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Deep Learning Framework Uses T-Cell Analysis for Early Cancer Detection

NEW YORK — Taking advantage of the immune system's response to cancer at the beginning stages of the disease, a team of UT Southwestern Medical Center scientists have developed a computational framework for early cancer detection based on changes in T-cell receptor populations.

In a study appearing in Science Translational Medicine on Wednesday, the researchers demonstrate the method's potential with a variety of different cancers and suggest that it could improve diagnostic accuracy when used in conjunction with other screening methods.

Advances in single-cell and high-throughput sequencing have enabled new techniques for cancer diagnosis including ones based on cell-free DNA (cfDNA) and circulating tumor cells in blood, yet these technologies have their limitations, the scientists wrote.

For instance, "cfDNA-based methods rely on preselected panels of cancer somatic mutations, and the identification of circulating tumor cells usually relies on a few epithelial biomarkers or cell morphological changes, which might be subjective and nonspecific," they noted. Recent data also suggest that most mutations observed in plasma cfDNA are derived from white blood cells rather than cancer, raising questions about specificity.

Because the adaptive immune system responds early to tumor antigens, changes in a patient's T-cell repertoire would likely undergo cancer-specific changes during tumor progression. However, most cancer antigens are unknown, the identification of cancer-associated T cells remains difficult, and there is no diagnostic method to monitor signals in the T-cell repertoire, the researchers noted. Cancer-associated T-cell receptors (csTCRs), however, may share common biochemical signatures allowing for their identification.

To that end, the team developed a deep convolutional neural network-based method — dubbed Deep CNN Model for Cancer-Associated TCRs, or DeepCAT — for the de novo prediction of caTCRs in blood samples. They trained the method by applying an algorithm for detecting tumor-infiltrating T-cell CDR3 sequences using RNA sequencing data to roughly 4,200 tumor RNA-seq samples in The Cancer Genome Atlas covering 32 cancer types.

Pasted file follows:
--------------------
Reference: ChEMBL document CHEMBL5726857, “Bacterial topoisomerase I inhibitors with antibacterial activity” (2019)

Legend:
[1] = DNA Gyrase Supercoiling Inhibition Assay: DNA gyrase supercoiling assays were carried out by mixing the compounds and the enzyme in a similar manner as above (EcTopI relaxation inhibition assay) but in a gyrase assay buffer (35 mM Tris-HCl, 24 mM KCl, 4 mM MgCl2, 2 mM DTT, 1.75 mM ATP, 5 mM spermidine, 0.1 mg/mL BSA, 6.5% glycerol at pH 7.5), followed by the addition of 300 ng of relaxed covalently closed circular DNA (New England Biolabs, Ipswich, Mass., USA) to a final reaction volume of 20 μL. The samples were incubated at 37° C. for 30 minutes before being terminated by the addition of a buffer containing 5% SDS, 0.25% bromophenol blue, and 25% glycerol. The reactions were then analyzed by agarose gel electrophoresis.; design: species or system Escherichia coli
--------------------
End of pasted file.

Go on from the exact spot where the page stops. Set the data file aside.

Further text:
DeepCAT was validated using cancer-specific or non-cancer TCRs obtained from multiple major histocompatibility complex I multimer-sorting experiments, demonstrating prediction power for TCRs specific to cancer antigens. The scientists then tested it on blood TCR-seq samples from 13 clinical studies, including eight cohorts of patients with early- or late-stage cancer and five cohorts of healthy or virus-infected individuals.

The scores generated by DeepCAT was able to identify cancer patients with near-perfect accuracy for breast pancreatic, ovarian, colorectal cancers, and melanoma. DeepCAT showed poorer performance for patients with glioblastoma, bladder, and lung cancer, but the scientists noted that patients in these cohorts had all undergone multiple pretreatments, which may have depleted proliferating lymphocytes in the immune system, lowered the content of effector T cells in the blood repertoire, and altered the estimation. "The blood samples collected without prior treatment, including the breast, pancreatic, and ovarian cancer cohorts, consistently yielded higher cancer scores," they wrote.

In terms of early cancer detection, DeepCAT was tested using blood samples from four independent cohorts of patients with treatment-naïve early-stage kidney, ovarian, pancreatic, and lung cancers and demonstrated superior sensitivity and specificity to current blood-based biomarkers. It also had the same, if not higher, accuracy as methods based on cfDNA, methylation, or circulating tumor DNA mutations.

The UT Southwestern investigators conceded that DeepCat has several limitations including the inability to determine the tissue of a cancer's origin and the possible impact of chronic inflammatory conditions on cancer score estimations, although these issues might be overcome through further refinement.

"The cancer score is not intended to replace the current diagnostic methods at this time," they concluded. "Rather, future efforts should be made to explore whether the combined use of the cancer score with existing screening modalities, such as breast mammogram, lung CT scan, gastrointestinal endoscopy, or pelvic ultrasonography, can improve diagnostic accuracy in patients."